- Limited contextual understanding: While ChatGPT is capable of generating responses that are fluent and coherent, it may not always fully understand the context in which a question or request is being made. This can lead to inaccurate or inappropriate responses, particularly when dealing with complex medical issues.
- Limited clinical experience: ChatGPT is a machine learning model and does not have the same level of clinical experience or expertise as a trained medical professional. This can limit its ability to provide accurate diagnoses, treatment recommendations, and other forms of clinical decision support.
- Privacy and security concerns: ChatGPT relies on access to large amounts of medical data, including patient records and other sensitive information. This can raise concerns around privacy and security, particularly if the data is not adequately protected.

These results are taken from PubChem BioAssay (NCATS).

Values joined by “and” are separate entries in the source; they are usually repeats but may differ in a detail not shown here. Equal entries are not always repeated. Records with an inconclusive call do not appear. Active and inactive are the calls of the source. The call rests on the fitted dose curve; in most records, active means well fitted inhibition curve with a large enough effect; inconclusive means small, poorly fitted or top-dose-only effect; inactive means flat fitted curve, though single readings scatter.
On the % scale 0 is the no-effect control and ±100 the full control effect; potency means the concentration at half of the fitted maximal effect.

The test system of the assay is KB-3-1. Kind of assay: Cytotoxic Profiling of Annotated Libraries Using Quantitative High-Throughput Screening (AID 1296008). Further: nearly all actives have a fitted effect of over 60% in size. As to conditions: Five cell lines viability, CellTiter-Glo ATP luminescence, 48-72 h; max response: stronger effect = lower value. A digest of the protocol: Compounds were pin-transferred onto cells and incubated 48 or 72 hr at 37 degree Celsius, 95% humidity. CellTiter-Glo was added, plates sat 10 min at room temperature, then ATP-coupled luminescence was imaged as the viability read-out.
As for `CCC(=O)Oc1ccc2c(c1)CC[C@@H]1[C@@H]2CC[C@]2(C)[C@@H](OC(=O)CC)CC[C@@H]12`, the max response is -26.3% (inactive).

- Lack of transparency: ChatGPT is a complex machine learning model that can be difficult to interpret or understand. This can make it challenging to identify the factors that are driving its responses, or to diagnose errors or biases in the model.
Overall, while ChatGPT has enormous potential to improve many aspects of medicine, it is important to carefully consider its limitations and ensure that its use is appropriate for each specific application. It should always be used in conjunction with other forms of clinical decision support and medical expertise, and its accuracy and reliability should be carefully monitored and validated.
1. Kung TH, Cheatham M, Medenilla A, et al. Performance of ChatGPT on USMLE: Potential for AI-assisted medical education using large language models. PLOS Digital Health 2023;2(2):e0000198.